Gotiaoco Building

This building is named after Pedro Gotiaoco, one of Cebu’s wealthiest taipans in the 19th century. It was the very first commercial building in Cebu to have an elevator and airconditioning.

Known as the Gotiaoco Building, this structure across the MC Briones St. side of City Hall was bombed during World War II but was rebuilt to look like the original except for the copula with clock and an additional floor, says Lucy Urgello Miller in her book “Glimpses of Old Cebu: Images of the Colonial Era.”

Historian Jobers Bersales said this building was built in 1914. He said that in the 1930s, the building was home to the Cebu branch of Heacock’s Department Store. It’s top floor was home to Cebu’s first AM radio, KzRC which was renamed after the war as dyRC.

GOTIAOCO BUILDING. This was the very first commercial building in Cebu to have an elevator and airconditioning. This photo, provided by historian Jobers Bersales, was taken in 1940.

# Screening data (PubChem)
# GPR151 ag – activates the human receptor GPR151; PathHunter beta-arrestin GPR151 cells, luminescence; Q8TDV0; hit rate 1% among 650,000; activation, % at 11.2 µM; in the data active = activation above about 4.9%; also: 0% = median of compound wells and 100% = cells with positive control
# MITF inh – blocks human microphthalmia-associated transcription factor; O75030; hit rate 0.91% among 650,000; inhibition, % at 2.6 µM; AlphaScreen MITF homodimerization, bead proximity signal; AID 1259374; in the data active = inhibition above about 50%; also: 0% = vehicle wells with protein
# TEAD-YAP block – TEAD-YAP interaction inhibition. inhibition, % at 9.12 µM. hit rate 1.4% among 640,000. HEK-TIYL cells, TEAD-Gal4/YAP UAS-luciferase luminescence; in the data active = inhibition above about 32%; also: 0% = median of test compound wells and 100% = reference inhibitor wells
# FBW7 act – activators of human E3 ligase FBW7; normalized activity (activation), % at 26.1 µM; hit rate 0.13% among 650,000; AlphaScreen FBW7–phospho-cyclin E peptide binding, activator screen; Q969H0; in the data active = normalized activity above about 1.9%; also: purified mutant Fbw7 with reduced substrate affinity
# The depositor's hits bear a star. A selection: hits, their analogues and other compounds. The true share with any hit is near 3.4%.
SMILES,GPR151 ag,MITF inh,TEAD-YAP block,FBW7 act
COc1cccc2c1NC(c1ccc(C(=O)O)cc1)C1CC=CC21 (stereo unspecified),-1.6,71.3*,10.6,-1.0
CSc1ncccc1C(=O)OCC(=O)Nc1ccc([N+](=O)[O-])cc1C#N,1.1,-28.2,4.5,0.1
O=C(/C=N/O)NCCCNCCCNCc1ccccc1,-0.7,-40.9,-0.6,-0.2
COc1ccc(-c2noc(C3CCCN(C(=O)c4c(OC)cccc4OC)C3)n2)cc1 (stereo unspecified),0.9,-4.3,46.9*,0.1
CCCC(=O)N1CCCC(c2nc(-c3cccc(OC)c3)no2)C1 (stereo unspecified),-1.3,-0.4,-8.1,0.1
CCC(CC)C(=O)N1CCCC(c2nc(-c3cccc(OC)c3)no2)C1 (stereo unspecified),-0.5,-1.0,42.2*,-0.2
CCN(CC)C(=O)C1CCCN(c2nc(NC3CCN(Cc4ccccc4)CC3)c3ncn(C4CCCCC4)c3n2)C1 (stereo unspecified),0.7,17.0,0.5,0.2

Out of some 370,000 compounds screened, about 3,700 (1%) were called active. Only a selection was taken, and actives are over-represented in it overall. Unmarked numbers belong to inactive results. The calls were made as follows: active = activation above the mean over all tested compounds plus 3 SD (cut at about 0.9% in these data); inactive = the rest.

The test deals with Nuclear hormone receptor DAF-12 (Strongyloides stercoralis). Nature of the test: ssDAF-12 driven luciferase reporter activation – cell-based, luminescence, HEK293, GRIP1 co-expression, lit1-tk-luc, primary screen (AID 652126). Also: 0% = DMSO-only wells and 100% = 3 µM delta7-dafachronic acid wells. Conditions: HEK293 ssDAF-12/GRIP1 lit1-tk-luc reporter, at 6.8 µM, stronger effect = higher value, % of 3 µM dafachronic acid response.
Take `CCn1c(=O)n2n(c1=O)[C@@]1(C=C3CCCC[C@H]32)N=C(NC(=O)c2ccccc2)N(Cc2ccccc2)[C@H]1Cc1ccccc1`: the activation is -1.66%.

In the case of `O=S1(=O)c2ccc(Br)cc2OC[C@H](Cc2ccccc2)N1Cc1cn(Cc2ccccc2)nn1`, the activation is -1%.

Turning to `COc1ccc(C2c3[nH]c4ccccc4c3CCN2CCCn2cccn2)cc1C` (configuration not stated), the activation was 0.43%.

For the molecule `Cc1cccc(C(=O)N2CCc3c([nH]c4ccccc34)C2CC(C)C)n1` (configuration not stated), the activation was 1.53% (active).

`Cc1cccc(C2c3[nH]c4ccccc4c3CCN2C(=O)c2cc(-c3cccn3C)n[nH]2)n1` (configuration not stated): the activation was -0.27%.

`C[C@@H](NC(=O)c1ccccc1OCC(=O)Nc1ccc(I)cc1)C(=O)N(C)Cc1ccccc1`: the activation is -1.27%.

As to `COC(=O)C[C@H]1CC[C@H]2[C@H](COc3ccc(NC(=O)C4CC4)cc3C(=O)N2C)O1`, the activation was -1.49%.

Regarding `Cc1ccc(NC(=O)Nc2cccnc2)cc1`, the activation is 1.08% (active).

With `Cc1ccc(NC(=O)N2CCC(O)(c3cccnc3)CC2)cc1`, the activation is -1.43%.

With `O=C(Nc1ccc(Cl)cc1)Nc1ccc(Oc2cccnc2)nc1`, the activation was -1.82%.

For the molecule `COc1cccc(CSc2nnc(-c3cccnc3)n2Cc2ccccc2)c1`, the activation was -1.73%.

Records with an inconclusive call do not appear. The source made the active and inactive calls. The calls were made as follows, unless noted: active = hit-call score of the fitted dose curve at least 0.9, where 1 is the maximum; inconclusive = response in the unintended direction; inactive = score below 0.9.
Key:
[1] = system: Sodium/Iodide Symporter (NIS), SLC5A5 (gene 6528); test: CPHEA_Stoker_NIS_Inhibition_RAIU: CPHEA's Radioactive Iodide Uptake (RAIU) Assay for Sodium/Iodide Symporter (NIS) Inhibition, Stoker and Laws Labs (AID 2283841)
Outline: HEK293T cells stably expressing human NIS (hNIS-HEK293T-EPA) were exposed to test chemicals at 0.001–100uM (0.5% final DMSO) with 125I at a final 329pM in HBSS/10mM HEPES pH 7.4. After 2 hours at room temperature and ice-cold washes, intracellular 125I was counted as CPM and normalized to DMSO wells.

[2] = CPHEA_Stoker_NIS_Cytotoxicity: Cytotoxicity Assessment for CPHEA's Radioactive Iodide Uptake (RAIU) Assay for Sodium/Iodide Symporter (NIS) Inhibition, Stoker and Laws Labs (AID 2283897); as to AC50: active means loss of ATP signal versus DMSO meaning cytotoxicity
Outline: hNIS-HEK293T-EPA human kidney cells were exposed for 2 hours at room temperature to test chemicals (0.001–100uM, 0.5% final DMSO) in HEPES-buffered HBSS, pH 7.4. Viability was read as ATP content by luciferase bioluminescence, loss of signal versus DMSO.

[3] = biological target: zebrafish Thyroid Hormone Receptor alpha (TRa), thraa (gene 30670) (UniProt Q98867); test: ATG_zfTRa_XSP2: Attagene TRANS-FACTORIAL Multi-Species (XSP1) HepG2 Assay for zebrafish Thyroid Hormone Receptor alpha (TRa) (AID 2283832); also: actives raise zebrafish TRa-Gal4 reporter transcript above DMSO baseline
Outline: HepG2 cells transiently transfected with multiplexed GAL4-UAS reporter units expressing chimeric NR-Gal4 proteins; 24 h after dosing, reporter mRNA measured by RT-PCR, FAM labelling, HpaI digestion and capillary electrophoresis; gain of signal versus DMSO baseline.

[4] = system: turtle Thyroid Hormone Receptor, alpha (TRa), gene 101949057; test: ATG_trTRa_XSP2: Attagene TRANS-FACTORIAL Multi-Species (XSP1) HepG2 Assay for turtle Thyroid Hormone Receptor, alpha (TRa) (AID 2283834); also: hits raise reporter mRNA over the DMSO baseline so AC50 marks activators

GOTIAOCO BUILDING. This was the very first commercial building in Cebu to have an elevator and airconditioning. This photo, provided by historian Jobers Bersales, was taken in 1940.

“This building once lorded it over all the rest, with its four stories dwarfing every building in Cebu. It is very much an essential witness, nay, a participant in the leaps and bounds that the city underwent. Its location, right at the reclaimed portion of the pre-Spanish beach of the Sugbo that Magellan and Legazpi set foot on, is testament to its primal character in the island’s commerce and trade,” Bersales said in his column in Cebu Daily News.

This building, Bersales added, “was the Ayala Center or the SM Northwing of its time.”

University of San Carlos Architecture students Adrian C. Gam and Christina Ma. H. Borromeo in their thesis Cebu City Historic Sites survey described the original construction as a “three-level arcaded structure of irregular configuration with mezzanine on the first level.”

They said an arcade traversed the building’s ground level to its second floor and it is topped with a parapet around the whole roof area, a style reminiscent of the Renaissance in Europe.

This building is set to be turned into the Sugbu Chinese Heritage Museum.

This article is part of a project on tourism and heritage supported by Smart Communications, Inc., the country’s telecommunications leader.